Belgium’s biggest airline said it would resume serving a West Bank-produced halvah snack, one week after pulling the sesame treat from its flights following complaints by a group that supports the boycott movement against Israel.
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While Brussels Airlines said last week it did not order the halvah and the snack was served on its flight by mistake, the airline now called the food manufacturer Achva “one of our trustful suppliers,” a statement to the Israeli Foreign Ministry quoted in Israeli media said.
“It is clear that Achva remains one of our trustful suppliers and without any distinction related to the origin of the product, and therefore we will continue to accept Achva’s products on board our flights, especially given its positive role in the community,” the Brussels Airlines statement read.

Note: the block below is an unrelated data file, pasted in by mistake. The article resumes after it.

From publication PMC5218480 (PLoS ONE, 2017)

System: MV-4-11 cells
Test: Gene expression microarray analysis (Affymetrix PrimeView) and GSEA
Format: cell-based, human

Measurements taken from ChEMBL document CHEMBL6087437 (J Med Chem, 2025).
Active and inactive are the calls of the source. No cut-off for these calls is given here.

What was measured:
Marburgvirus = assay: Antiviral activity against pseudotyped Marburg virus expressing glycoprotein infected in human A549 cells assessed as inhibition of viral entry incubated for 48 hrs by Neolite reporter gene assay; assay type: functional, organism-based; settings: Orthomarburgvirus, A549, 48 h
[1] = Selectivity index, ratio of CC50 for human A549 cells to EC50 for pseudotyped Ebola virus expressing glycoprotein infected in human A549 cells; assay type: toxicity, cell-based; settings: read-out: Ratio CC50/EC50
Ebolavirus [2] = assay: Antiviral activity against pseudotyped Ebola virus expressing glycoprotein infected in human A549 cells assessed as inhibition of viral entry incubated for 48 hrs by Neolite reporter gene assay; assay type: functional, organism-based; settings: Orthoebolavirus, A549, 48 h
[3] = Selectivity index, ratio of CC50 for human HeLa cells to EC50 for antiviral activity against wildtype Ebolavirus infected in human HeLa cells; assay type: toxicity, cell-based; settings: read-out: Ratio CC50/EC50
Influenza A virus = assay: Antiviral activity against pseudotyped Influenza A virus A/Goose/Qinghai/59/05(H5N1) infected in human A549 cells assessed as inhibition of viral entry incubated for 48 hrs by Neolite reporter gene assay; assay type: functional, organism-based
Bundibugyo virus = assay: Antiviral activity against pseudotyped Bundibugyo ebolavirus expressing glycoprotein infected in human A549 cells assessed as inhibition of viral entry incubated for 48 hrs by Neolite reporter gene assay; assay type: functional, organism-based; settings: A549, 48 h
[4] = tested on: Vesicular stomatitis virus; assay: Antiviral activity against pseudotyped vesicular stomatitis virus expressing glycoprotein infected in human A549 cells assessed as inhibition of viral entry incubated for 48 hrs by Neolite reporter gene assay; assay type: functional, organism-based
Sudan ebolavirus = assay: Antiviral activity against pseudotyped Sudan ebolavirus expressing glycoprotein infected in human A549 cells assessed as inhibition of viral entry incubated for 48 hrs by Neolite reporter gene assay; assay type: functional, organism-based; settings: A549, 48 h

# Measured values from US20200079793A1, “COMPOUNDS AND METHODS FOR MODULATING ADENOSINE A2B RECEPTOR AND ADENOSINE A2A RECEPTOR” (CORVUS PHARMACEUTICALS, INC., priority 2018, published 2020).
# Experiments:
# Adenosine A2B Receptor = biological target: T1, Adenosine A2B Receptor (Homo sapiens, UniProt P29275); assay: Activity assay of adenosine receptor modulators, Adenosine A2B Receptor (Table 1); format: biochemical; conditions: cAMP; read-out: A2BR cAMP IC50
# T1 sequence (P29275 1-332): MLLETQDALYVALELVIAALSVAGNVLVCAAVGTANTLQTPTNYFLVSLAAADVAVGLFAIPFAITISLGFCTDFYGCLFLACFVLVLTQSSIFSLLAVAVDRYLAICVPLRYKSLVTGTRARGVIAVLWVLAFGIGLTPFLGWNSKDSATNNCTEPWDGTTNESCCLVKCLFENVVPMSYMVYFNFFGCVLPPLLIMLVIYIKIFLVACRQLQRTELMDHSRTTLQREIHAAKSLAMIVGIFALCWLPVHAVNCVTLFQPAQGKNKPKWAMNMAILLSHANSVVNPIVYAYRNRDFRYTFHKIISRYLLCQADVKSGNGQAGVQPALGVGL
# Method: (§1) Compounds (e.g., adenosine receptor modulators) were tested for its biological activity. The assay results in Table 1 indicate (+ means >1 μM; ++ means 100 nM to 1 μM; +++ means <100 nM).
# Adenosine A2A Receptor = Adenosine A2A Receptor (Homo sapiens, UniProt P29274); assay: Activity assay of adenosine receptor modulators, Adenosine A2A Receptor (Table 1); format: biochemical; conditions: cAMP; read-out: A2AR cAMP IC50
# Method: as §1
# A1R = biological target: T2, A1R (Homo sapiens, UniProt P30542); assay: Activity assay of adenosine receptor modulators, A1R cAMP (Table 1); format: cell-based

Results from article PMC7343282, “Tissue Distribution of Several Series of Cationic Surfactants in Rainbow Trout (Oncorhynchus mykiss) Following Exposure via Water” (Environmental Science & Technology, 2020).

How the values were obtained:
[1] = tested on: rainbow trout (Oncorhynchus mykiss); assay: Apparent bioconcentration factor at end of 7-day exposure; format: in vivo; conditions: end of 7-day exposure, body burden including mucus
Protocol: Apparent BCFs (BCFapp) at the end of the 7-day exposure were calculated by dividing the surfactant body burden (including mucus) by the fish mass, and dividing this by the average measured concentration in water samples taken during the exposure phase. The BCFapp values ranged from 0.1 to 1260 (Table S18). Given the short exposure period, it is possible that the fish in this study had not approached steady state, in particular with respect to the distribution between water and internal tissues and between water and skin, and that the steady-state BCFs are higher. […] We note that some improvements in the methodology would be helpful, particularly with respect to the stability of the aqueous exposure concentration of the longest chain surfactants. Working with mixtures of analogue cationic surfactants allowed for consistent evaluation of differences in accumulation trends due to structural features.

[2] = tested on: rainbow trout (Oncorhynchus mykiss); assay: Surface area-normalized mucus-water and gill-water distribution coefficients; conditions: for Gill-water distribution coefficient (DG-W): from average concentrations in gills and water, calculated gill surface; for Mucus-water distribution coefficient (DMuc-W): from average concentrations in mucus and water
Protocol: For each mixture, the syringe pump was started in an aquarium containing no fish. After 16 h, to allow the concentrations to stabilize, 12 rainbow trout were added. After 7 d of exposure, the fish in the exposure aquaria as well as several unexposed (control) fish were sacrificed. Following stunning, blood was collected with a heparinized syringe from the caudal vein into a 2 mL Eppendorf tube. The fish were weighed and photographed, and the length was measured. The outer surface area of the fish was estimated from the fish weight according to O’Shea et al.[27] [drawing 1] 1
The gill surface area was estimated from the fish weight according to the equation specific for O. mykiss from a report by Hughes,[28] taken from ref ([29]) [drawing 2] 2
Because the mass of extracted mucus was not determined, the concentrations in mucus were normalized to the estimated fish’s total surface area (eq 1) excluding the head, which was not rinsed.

Achva is located in the Barkan Industrial Park near the city of Ariel in the northern West Bank.
Last week, Brussels Airlines stopped serving its passengers the halvah snack following complaints by the Palestine Solidarity Movement, a proponent of the Boycott, Divestment and Sanctions movement. A passenger had alerted the group about the snack.
“We’re an airline catering to a large international audience, it’s our responsibility to offer products that please all,” the airline said in its earlier statement on pulling the halva. “Therefore, we decided to take the halvah bars off the menu and replace it with another product.”
The change came about through “the quick work of the Foreign Ministry, at the direction of Dore Gold, the deputy head of public advocacy and the advocacy unit, and our embassies in Brussels and Berlin,” according to a Foreign Ministry statement.
Last year, the European Union adopted rules that require clear labeling for products made in West Bank settlements.